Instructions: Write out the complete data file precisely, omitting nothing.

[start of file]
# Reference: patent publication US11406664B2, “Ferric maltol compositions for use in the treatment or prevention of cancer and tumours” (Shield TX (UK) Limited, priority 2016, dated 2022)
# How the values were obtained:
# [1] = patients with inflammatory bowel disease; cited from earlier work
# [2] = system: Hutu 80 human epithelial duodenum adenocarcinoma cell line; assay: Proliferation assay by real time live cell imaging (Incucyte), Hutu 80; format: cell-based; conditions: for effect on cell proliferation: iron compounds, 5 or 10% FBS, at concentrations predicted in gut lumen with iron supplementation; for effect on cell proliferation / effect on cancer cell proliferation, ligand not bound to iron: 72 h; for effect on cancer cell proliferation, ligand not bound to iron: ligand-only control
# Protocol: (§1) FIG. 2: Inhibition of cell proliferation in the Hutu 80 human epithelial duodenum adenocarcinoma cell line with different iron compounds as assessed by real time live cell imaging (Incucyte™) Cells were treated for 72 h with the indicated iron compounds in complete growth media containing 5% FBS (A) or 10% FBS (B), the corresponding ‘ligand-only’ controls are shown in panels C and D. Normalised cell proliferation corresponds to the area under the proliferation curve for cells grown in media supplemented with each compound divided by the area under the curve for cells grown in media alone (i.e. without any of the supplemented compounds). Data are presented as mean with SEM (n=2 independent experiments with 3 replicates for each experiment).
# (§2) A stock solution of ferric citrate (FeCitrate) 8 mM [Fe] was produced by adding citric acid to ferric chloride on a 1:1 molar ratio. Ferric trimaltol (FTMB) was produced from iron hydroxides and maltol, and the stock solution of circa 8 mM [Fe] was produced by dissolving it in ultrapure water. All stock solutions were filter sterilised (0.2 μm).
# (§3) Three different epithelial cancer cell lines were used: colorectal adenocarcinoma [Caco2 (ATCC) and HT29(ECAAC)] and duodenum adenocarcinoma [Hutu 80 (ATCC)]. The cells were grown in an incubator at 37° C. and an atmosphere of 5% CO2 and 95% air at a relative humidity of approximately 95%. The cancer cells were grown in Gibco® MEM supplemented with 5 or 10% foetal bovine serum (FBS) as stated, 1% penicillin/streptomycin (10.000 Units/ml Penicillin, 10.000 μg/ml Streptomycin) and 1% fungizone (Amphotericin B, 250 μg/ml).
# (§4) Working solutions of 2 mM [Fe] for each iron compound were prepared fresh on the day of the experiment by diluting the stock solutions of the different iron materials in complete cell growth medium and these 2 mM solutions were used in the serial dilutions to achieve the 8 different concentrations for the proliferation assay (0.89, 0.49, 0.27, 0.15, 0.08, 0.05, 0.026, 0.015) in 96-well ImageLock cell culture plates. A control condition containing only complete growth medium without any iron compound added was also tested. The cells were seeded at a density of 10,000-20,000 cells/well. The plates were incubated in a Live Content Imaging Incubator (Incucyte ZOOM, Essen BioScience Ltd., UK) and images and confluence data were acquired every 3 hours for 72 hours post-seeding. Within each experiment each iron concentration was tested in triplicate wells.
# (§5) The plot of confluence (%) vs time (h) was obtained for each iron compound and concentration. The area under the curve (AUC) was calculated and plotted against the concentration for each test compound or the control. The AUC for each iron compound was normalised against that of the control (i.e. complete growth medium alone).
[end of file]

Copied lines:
# Reference: patent publication US11406664B2, “Ferric maltol compositions for use in the treatment or prevention of cancer and tumours” (Shield TX (UK) Limited, priority 2016, dated 2022)
# How the values were obtained:
# [1] = patients with inflammatory bowel disease; cited from earlier work
# [2] = system: Hutu 80 human epithelial duodenum adenocarcinoma cell line; assay: Proliferation assay by real time live cell imaging (Incucyte), Hutu 80; format: cell-based; conditions: for effect on cell proliferation: iron compounds, 5 or 10% FBS, at concentrations predicted in gut lumen with iron supplementation; for effect on cell proliferation / effect on cancer cell proliferation, ligand not bound to iron: 72 h; for effect on cancer cell proliferation, ligand not bound to iron: ligand-only control
# Protocol: (§1) FIG. 2: Inhibition of cell proliferation in the Hutu 80 human epithelial duodenum adenocarcinoma cell line with different iron compounds as assessed by real time live cell imaging (Incucyte™) Cells were treated for 72 h with the indicated iron compounds in complete growth media containing 5% FBS (A) or 10% FBS (B), the corresponding ‘ligand-only’ controls are shown in panels C and D. Normalised cell proliferation corresponds to the area under the proliferation curve for cells grown in media supplemented with each compound divided by the area under the curve for cells grown in media alone (i.e. without any of the supplemented compounds). Data are presented as mean with SEM (n=2 independent experiments with 3 replicates for each experiment).
# (§2) A stock solution of ferric citrate (FeCitrate) 8 mM [Fe] was produced by adding citric acid to ferric chloride on a 1:1 molar ratio. Ferric trimaltol (FTMB) was produced from iron hydroxides and maltol, and the stock solution of circa 8 mM [Fe] was produced by dissolving it in ultrapure water. All stock solutions were filter sterilised (0.2 μm).
# (§3) Three different epithelial cancer cell lines were used: colorectal adenocarcinoma [Caco2 (ATCC) and HT29(ECAAC)] and duodenum adenocarcinoma [Hutu 80 (ATCC)]. The cells were grown in an incubator at 37° C. and an atmosphere of 5% CO2 and 95% air at a relative humidity of approximately 95%. The cancer cells were grown in Gibco® MEM supplemented with 5 or 10% foetal bovine serum (FBS) as stated, 1% penicillin/streptomycin (10.000 Units/ml Penicillin, 10.000 μg/ml Streptomycin) and 1% fungizone (Amphotericin B, 250 μg/ml).
# (§4) Working solutions of 2 mM [Fe] for each iron compound were prepared fresh on the day of the experiment by diluting the stock solutions of the different iron materials in complete cell growth medium and these 2 mM solutions were used in the serial dilutions to achieve the 8 different concentrations for the proliferation assay (0.89, 0.49, 0.27, 0.15, 0.08, 0.05, 0.026, 0.015) in 96-well ImageLock cell culture plates. A control condition containing only complete growth medium without any iron compound added was also tested. The cells were seeded at a density of 10,000-20,000 cells/well. The plates were incubated in a Live Content Imaging Incubator (Incucyte ZOOM, Essen BioScience Ltd., UK) and images and confluence data were acquired every 3 hours for 72 hours post-seeding. Within each experiment each iron concentration was tested in triplicate wells.
# (§5) The plot of confluence (%) vs time (h) was obtained for each iron compound and concentration. The area under the curve (AUC) was calculated and plotted against the concentration for each test compound or the control. The AUC for each iron compound was normalised against that of the control (i.e. complete growth medium alone).